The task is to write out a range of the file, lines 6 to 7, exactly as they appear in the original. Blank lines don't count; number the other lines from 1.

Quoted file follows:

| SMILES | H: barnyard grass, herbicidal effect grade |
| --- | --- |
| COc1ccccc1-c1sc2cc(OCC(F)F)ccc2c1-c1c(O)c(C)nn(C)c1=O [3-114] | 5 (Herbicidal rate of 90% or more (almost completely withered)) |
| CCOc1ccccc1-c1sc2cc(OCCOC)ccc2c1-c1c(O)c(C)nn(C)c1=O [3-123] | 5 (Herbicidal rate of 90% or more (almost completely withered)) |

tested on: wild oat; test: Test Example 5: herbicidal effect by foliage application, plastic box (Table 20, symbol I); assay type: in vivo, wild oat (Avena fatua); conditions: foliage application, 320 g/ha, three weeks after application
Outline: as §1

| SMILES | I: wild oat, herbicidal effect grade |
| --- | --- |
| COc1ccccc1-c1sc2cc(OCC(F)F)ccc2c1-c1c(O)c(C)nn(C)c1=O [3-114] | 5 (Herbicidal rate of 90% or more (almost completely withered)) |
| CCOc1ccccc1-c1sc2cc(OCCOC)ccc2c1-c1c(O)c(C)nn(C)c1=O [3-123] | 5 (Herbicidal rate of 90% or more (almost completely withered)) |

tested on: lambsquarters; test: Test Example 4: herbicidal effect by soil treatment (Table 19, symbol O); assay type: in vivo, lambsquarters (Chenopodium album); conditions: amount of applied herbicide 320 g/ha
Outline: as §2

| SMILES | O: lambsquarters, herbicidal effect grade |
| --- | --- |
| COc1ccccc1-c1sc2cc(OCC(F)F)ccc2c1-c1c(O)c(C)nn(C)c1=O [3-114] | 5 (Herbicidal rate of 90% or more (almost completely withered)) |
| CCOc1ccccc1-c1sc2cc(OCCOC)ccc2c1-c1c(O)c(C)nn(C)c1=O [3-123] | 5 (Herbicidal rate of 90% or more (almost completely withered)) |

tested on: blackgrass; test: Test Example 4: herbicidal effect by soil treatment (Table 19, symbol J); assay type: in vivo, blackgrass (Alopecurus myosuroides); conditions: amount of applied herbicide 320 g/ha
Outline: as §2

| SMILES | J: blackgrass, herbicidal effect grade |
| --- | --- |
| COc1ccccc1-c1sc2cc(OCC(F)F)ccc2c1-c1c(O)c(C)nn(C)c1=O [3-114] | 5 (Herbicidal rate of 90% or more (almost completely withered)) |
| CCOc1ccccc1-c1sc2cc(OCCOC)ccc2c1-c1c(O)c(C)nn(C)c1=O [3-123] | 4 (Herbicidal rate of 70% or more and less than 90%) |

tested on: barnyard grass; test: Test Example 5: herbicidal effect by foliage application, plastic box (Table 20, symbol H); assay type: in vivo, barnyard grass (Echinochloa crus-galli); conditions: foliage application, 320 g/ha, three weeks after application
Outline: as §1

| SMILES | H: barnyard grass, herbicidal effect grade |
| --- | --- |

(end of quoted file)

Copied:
Outline: as §1

| SMILES | I: wild oat, herbicidal effect grade |